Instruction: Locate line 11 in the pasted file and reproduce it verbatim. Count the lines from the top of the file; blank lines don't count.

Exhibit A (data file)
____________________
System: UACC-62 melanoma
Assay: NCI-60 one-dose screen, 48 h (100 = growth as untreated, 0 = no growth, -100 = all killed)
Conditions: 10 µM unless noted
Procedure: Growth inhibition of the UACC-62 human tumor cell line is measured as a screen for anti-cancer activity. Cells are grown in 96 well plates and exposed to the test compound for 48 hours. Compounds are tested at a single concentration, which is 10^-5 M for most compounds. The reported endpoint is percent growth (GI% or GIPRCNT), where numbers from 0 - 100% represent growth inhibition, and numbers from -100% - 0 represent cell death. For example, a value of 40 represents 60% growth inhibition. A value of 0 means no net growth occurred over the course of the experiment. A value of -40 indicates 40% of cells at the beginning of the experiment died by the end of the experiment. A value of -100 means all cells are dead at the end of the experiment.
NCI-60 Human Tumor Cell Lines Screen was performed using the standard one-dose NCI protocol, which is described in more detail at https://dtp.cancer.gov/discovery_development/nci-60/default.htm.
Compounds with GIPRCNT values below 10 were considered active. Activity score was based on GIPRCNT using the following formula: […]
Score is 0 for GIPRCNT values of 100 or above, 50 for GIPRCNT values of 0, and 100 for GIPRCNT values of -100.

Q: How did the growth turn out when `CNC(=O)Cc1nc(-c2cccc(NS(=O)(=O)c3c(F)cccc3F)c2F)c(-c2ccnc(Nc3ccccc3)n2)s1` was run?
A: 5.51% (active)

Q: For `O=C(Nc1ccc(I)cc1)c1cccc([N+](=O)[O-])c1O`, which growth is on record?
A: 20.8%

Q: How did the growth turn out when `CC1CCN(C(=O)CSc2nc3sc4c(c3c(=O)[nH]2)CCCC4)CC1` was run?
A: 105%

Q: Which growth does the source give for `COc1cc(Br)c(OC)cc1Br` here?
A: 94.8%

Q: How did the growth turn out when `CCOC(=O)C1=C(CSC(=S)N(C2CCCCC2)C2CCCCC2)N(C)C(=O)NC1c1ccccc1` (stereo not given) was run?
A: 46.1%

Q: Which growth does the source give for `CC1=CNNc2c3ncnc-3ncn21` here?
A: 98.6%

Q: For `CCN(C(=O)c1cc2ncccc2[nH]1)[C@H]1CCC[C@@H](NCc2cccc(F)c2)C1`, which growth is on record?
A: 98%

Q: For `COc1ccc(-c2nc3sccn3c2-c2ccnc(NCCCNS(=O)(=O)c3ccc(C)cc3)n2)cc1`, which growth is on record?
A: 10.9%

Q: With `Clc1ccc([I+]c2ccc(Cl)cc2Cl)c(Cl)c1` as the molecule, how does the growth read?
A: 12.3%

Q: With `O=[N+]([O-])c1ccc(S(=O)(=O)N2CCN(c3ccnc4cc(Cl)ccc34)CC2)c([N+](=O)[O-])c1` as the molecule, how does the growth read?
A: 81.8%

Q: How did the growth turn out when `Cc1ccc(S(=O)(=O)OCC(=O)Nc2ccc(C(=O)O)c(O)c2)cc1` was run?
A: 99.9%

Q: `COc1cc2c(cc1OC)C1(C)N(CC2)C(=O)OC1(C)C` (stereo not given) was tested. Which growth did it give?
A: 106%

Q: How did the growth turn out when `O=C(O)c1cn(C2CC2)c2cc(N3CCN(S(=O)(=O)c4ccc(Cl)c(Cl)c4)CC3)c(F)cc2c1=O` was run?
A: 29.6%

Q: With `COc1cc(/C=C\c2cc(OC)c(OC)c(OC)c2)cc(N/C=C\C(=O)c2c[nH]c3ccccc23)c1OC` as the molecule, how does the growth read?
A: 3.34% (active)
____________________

A: 20.8%